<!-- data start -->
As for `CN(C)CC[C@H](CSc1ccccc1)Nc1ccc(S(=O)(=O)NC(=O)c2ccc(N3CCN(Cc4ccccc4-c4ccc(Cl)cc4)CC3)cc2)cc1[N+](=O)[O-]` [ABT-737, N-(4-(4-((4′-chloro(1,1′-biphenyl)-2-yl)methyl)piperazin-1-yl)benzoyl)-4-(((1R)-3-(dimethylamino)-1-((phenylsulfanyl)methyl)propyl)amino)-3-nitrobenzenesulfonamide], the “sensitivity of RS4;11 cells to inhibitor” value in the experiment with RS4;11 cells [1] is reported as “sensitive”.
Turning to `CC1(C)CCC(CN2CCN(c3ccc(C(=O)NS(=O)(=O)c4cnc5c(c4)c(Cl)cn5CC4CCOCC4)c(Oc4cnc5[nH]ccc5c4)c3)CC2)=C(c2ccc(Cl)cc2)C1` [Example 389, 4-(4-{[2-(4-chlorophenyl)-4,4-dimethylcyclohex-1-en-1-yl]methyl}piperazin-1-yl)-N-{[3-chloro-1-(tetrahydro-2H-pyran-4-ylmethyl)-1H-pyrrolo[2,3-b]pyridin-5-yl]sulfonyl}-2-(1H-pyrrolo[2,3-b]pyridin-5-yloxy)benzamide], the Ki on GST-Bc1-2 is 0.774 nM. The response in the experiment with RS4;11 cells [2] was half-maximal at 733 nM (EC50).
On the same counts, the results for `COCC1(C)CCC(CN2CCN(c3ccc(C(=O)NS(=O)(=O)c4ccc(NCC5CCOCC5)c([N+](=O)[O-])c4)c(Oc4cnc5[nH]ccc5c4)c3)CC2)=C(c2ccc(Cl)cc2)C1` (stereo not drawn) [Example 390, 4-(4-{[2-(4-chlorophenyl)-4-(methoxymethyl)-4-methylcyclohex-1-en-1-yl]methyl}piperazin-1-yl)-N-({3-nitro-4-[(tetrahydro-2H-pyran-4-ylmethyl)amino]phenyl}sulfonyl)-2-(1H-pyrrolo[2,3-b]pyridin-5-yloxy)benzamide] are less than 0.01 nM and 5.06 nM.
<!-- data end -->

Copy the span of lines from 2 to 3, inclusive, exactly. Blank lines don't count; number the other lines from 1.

Turning to `CC1(C)CCC(CN2CCN(c3ccc(C(=O)NS(=O)(=O)c4cnc5c(c4)c(Cl)cn5CC4CCOCC4)c(Oc4cnc5[nH]ccc5c4)c3)CC2)=C(c2ccc(Cl)cc2)C1` [Example 389, 4-(4-{[2-(4-chlorophenyl)-4,4-dimethylcyclohex-1-en-1-yl]methyl}piperazin-1-yl)-N-{[3-chloro-1-(tetrahydro-2H-pyran-4-ylmethyl)-1H-pyrrolo[2,3-b]pyridin-5-yl]sulfonyl}-2-(1H-pyrrolo[2,3-b]pyridin-5-yloxy)benzamide], the Ki on GST-Bc1-2 is 0.774 nM. The response in the experiment with RS4;11 cells [2] was half-maximal at 733 nM (EC50).
On the same counts, the results for `COCC1(C)CCC(CN2CCN(c3ccc(C(=O)NS(=O)(=O)c4ccc(NCC5CCOCC5)c([N+](=O)[O-])c4)c(Oc4cnc5[nH]ccc5c4)c3)CC2)=C(c2ccc(Cl)cc2)C1` (stereo not drawn) [Example 390, 4-(4-{[2-(4-chlorophenyl)-4-(methoxymethyl)-4-methylcyclohex-1-en-1-yl]methyl}piperazin-1-yl)-N-({3-nitro-4-[(tetrahydro-2H-pyran-4-ylmethyl)amino]phenyl}sulfonyl)-2-(1H-pyrrolo[2,3-b]pyridin-5-yloxy)benzamide] are less than 0.01 nM and 5.06 nM.